Book Review

"The Judaizing Calvin: Sixteenth-Century Debates over the Messianic Psalms" by G. Sujin Pak

Dan Borvan
G. Sujin Pak
Friday, December 17th 2010
Jan/Feb 2011

Most readers of Modern Reformation are probably familiar with John Calvin's commentaries on the Bible. Many no doubt own the entire set and consult them regularly. A select few perhaps even read Calvin's commentaries for daily devotionals. From Calvin we learn to appreciate careful handling of the Scriptures and application for the Christian life. But many who are familiar with Calvin may not know just how groundbreaking his interpretations were in his day. They were so provocative that other Protestants accused him of aiding and abetting Jewish and Arian heresies with his commentary on the Psalms. It is from these allegations that G. Sujin Pak titles her book, The Judaizing Calvin: Sixteenth-Century Debates over the Messianic Psalms.

In this volume, Dr. Pak, assistant professor of the history of Christianity at Duke Divinity School, explores the history of interpretation of eight "messianic Psalms" (Psalms 2, 8, 16, 22, 45, 72, 110, and 118) and compares Calvin with select medieval interpreters, Martin Luther, and Martin Bucer. This work began as Pak's doctoral dissertation at Duke under the guidance of David C. Steinmetz, a true pioneer in the history of biblical exegesis. His landmark essay "The Superiority of Pre-Critical Exegesis" is still a must-read for anyone who studies Scripture. Pak ably follows her mentor in thoroughness of research and careful textual analysis.

Pak opens the book with a chapter on the medieval exegesis of these eight psalms where she examines the commentaries of the Glossa Ordinaria, Nicholas of Lyra (1270-1349), Denis the Carthusian (1402-71), and Jacques Lefèvre d'Ã?taples (1455-1536). Although the interpretations differed at certain points, the commentators generally agreed that the literal sense of these psalms was their meaning as literal prophecies of Christ. The first horizon of the life of David and the historical context of the composition was bypassed on the way to the christological significance. For example, the kings and princes who "take counsel together against the Lord and his anointed" (Ps. 2:2) were identified as Herod, Pilate, and the Jewish leaders who conspired together against Jesus. David's only purpose was to prophesy about Christ, not provide the original setting of the psalm. Pak concludes, "None of these interpreters read the primary, literal sense of these Psalms in reference to their historical context in the life of David or Solomon" (28).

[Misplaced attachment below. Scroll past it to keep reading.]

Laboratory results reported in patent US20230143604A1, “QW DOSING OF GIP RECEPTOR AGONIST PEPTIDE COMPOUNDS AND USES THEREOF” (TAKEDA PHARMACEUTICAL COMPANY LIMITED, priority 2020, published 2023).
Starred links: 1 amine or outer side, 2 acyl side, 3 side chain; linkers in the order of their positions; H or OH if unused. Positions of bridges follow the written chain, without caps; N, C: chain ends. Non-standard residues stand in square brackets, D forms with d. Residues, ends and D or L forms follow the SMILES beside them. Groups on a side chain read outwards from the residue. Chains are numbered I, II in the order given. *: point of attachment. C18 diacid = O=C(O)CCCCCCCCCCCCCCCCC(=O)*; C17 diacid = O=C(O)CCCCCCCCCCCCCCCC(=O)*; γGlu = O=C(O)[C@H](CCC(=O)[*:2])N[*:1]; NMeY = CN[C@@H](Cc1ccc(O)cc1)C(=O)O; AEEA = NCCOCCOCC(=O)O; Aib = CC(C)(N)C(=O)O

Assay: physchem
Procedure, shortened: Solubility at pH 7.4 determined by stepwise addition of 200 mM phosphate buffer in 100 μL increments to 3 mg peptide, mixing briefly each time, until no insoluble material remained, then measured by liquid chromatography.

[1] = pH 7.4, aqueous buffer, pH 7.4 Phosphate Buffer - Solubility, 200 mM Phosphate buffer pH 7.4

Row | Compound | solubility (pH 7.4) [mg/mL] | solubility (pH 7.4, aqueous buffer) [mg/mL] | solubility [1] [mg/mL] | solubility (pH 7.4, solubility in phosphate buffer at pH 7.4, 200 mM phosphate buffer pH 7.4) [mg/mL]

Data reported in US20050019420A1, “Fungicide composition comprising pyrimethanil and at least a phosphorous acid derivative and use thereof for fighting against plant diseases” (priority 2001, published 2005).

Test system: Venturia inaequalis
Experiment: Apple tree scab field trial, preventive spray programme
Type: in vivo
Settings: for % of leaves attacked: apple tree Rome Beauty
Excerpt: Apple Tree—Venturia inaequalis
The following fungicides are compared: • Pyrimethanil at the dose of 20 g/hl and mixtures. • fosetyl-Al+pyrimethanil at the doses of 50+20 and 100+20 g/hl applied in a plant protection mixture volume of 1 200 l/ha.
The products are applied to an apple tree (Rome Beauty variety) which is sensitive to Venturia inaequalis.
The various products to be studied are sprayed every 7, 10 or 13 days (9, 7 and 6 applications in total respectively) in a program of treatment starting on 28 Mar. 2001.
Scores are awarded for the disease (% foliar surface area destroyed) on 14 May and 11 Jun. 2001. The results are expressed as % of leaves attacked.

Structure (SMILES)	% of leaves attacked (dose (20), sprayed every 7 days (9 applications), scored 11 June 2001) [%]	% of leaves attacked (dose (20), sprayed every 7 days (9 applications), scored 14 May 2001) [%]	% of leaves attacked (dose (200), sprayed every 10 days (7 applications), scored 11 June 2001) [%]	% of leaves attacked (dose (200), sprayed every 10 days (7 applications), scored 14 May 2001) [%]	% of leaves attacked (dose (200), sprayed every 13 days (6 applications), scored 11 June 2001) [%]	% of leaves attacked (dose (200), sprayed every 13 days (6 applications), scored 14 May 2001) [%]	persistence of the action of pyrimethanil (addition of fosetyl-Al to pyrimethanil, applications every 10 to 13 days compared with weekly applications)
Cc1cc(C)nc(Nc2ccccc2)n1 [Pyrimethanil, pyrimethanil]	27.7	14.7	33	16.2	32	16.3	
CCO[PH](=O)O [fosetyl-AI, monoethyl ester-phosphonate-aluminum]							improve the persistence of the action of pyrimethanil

The second chapter details Martin Luther's method. His interpretation of these eight psalms did not differ significantly from the medieval exegetes. Primarily, these psalms function as literal prophecies of Christ's life, death, and resurrection. Luther failed to root his understanding of the Psalms in the historical context of the life of David. In Psalm 2, he viewed the kings and princes as the Jews, the enemies of Christ. The Messiah will "speak to them in his wrath" (Ps. 2:5) and "break them with a rod of iron" (Ps. 2:11). Pak explains that Luther's original contributions to the history of the exegesis of these eight psalms manifested in his focus on the teaching of justification by faith alone and his distinction between law and gospel.